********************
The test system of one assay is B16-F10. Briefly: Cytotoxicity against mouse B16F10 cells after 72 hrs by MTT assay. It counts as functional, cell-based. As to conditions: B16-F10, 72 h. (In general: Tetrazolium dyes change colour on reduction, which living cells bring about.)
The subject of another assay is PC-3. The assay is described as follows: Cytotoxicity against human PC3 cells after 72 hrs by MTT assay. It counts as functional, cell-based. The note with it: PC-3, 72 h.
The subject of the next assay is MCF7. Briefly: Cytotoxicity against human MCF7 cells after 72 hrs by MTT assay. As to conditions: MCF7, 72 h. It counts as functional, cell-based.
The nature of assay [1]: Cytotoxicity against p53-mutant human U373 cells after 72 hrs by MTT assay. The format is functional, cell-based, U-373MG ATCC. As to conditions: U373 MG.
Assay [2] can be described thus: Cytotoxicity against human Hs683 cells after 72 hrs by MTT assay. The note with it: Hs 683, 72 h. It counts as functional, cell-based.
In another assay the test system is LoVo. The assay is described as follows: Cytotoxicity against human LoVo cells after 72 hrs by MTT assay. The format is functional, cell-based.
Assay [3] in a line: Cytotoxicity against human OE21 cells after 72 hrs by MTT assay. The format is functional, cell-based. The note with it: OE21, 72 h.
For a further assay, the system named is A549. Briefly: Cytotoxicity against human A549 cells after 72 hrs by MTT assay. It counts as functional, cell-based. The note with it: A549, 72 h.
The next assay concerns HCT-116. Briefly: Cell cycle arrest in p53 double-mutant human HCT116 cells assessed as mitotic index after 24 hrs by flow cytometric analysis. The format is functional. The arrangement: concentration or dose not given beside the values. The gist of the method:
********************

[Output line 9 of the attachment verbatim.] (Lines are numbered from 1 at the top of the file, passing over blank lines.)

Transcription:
The next assay concerns HCT-116. Briefly: Cell cycle arrest in p53 double-mutant human HCT116 cells assessed as mitotic index after 24 hrs by flow cytometric analysis. The format is functional. The arrangement: concentration or dose not given beside the values. The gist of the method: